AFM (Alex von Falkenhausen Motorenbau)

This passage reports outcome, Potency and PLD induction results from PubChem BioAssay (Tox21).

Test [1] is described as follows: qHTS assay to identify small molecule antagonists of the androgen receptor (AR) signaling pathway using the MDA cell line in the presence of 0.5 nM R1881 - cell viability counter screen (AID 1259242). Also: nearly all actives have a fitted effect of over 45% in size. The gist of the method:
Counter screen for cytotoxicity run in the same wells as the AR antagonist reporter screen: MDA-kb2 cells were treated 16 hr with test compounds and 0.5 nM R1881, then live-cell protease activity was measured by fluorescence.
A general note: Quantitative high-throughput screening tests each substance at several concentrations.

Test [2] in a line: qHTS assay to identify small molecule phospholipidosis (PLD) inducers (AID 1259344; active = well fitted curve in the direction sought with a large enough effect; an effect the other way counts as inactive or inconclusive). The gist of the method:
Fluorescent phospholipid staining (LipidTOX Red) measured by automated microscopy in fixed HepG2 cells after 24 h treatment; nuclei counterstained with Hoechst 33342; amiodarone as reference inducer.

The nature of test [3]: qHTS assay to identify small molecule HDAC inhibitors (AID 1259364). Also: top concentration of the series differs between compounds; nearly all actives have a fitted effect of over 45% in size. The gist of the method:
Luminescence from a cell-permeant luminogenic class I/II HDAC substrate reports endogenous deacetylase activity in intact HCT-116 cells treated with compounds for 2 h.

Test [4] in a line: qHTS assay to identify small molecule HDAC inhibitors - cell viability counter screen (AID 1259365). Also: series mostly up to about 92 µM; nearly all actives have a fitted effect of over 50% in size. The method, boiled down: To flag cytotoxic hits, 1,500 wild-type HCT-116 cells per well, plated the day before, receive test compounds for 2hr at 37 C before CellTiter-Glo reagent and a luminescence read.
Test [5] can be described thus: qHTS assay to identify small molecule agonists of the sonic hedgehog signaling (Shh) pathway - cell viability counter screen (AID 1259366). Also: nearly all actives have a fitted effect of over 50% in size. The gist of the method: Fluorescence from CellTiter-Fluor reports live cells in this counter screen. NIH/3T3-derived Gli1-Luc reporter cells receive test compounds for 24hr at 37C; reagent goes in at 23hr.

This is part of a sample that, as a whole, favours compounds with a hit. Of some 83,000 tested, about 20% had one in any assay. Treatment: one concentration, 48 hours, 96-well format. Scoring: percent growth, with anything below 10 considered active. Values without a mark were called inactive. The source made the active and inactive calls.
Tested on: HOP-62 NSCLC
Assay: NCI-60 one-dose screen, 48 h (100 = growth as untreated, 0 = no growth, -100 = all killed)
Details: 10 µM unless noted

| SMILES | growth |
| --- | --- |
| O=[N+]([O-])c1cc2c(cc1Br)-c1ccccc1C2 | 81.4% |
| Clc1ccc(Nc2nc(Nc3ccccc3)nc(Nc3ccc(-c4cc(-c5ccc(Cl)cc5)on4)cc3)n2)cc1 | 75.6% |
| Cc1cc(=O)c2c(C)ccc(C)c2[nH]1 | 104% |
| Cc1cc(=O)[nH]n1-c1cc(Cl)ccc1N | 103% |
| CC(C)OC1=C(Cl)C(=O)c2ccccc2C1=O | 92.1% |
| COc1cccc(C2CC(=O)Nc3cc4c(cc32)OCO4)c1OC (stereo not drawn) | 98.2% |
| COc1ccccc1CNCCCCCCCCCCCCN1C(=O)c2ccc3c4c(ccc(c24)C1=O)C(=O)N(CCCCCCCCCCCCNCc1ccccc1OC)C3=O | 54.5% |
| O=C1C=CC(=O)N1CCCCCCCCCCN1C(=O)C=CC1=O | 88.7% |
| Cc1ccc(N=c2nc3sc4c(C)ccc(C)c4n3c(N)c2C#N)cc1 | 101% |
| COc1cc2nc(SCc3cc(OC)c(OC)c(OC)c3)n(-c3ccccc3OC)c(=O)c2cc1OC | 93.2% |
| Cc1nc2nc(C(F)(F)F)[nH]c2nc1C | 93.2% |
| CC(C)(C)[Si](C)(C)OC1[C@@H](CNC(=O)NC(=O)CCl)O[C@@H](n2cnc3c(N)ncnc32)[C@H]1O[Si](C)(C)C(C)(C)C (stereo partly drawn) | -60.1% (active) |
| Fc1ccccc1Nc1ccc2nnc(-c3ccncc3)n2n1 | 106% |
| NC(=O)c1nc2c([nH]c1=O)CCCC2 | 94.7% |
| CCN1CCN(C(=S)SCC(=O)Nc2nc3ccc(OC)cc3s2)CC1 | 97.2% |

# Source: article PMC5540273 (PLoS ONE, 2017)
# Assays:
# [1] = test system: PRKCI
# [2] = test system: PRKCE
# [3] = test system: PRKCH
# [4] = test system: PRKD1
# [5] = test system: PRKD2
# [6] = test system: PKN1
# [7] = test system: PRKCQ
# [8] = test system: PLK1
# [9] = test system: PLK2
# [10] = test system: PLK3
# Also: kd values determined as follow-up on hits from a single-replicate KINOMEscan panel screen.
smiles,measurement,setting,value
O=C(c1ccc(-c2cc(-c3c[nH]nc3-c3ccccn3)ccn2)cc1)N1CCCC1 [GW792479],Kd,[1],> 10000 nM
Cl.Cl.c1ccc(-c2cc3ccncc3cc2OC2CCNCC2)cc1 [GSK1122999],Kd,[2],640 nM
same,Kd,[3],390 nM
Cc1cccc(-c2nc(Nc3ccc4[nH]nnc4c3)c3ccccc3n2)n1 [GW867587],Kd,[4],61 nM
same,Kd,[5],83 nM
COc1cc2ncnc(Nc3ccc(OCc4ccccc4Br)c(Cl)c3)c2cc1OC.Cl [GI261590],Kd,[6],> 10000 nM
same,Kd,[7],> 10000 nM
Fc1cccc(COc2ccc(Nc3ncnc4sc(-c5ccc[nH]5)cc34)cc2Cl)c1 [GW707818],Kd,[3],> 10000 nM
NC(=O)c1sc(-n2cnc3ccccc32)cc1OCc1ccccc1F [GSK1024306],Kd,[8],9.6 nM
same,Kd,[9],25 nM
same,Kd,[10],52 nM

From a famous Bavarian military family, Alex von Falkenhausen was drawn to automobile engineering and in the 1930s played an important role in the development of BMW's 328 model with engineers Alfred Boning, Fritz Fiedler and Ernst Loof. The 328 was the dominant sportscar in Europe in the late 1930s and won the Mille Miglia in 1940 in Brescia. Immediately after the war Von Falkenhausen set up shop in Munich and began tuning pre-war 328s. Some were converted into single-seaters and in 1948 Von Falkenhausen decided to build his own cars, using the BMW 328 engine. The F2 AFM appeared for the first time in 1949 in the hands of Hans Stuck Sr but his only major result that year was third at the Grenzlandring. In 1950 Stuck continued with AFM and won a heat of the Autodromo GP at Monza beating the Ferraris of both Ascari and Fangio. Other cars were raced by Fritz Reiss, Karl Gommann, Willi Heeks and even Manfred Von Brauchitsch. Victories were few and far between but Heeks won an East German race at Dessau. Development continued in 1951 with Stuck beginning development of a lightweight V8 engine designed by Richard Kuchen. There were new customers and some success with Reiss winning at the Riemer airfield and Stuck at Grenzland.Stuck continued with the Kuchen development in 1952 but there was little success. Stuck struggled on in 1953 but the cars were becoming less competitive and with the end of F2 that year the marque faded away.von Falkenhausen continued to work with BMW and became technical director of the company's sporting programs. He designed the successful engines which helped BMW to dominate touring car racing in the 1960s and 1970s and recruited many of the engineers who went on to produce the famous BMW turbo engines in the 1980s. He retired in 1975, handing over the technical directorship of BMW Motorsport to Paul Rosche.